Clip Point

Jackal Tactical OTF Knife with Clip Point Blade

Jackal Tactical OTF Knife with Clip Point Blade

Clip Point is a great all-around format and one of the most popular, used on most bowie knives. The blade shape uses a concave or straight cutout toward the tip. The Raven Crest Tactical Jackal Alpha is a fine example of a clip point.

Spear Point

Zombie Hunter Tactical OTF Knife with Spear Point Blade

Zombie Hunter Tactical OTF Knife with Spear Point Blade

Spear Point is a symmetrical grind with the tip located at the blade’s center. Double-edged, the spear point shape makes for a great dagger. The Raven Crest Tactical Venom Bravo is an example of a spear point blade style.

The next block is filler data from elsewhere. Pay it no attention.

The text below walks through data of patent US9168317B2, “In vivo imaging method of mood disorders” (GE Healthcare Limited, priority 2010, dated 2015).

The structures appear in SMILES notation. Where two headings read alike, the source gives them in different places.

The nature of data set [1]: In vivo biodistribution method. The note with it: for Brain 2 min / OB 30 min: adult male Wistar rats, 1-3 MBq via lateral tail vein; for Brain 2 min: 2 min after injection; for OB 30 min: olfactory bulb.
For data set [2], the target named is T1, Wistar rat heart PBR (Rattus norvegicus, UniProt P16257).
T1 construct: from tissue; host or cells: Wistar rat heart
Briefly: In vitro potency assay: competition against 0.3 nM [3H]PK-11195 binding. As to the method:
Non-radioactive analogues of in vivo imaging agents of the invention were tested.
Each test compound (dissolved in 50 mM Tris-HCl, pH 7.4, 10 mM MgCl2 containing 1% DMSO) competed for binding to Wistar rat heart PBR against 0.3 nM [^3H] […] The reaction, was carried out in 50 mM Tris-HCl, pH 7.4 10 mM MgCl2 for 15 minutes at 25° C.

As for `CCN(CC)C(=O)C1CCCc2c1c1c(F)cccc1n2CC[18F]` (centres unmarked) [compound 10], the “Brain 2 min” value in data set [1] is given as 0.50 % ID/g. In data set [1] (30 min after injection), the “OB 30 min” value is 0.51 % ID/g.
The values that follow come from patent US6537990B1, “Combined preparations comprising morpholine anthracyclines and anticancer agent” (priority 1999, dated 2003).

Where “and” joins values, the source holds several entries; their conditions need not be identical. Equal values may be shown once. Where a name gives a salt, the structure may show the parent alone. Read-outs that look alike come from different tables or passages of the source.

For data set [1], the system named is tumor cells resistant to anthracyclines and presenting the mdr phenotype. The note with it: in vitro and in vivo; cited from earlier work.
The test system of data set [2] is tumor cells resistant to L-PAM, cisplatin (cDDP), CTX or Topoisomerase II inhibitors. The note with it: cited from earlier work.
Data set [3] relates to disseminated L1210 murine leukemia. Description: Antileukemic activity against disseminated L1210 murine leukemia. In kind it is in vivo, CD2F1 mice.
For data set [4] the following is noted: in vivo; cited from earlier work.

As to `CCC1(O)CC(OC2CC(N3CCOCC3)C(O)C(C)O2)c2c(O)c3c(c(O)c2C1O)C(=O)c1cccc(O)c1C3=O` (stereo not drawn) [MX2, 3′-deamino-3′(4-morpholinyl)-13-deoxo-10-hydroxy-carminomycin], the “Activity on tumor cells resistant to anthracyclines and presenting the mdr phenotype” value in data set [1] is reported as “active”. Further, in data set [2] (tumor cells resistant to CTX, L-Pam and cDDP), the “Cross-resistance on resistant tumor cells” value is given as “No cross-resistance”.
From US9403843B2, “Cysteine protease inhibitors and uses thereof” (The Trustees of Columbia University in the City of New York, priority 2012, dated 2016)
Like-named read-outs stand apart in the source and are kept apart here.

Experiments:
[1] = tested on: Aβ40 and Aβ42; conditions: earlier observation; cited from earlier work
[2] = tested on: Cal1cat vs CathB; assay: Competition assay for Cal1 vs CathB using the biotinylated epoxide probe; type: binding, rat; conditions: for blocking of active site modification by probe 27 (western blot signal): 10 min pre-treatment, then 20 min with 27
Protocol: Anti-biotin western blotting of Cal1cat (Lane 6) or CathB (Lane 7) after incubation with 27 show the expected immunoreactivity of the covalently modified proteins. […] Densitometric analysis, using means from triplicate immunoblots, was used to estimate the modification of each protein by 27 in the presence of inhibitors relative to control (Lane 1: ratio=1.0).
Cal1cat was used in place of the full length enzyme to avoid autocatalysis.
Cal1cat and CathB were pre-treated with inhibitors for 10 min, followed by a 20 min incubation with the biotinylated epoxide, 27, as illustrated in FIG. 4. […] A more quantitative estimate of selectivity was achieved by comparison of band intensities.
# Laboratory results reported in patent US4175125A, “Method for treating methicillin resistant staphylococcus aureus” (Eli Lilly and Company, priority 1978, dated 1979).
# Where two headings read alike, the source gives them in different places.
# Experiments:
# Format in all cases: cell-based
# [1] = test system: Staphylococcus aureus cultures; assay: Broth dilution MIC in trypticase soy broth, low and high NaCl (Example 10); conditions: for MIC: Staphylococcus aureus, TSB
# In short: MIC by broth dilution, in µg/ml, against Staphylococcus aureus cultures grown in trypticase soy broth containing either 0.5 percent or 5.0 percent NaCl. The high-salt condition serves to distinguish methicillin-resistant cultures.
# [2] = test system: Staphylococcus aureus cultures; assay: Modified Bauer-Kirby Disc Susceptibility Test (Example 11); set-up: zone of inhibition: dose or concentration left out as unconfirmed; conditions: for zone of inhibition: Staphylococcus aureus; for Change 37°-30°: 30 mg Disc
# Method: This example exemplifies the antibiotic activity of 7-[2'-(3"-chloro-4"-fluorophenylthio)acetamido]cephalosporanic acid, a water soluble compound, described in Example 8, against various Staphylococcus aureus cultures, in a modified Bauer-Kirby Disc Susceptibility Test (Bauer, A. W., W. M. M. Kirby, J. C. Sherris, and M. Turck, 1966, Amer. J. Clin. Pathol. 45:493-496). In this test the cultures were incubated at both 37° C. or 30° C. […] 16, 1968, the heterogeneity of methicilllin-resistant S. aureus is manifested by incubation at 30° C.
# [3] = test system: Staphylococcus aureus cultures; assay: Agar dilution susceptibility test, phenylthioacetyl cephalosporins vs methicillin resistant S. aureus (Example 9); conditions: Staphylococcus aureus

Steel Properties

There is a saying: The heart of a knife is its steel. While steel certainly is very important, it is not the only factor in determining the performance of a knife (other considerations being heat treatment and blade shape/profile). The level of steel quality varies greatly from knife to knife. Most modern knives, however, are made using stainless steel (a steel alloy with a minimum of 11% chromium content by mass). By varying the amount of chromium and carbon in the makeup of the steel, different properties are achieved.

Some basic information on steel grades and characteristics:

Good

These entry-level, rust-resistant stainless steels are typically made in Asia and offer good value. Compared to higher grades, they tend to be softer and require more frequent sharpening to maintain the best performance, but do adequately hold an edge. EXAMPLES: 420, 440A, 7CR13MOV

Better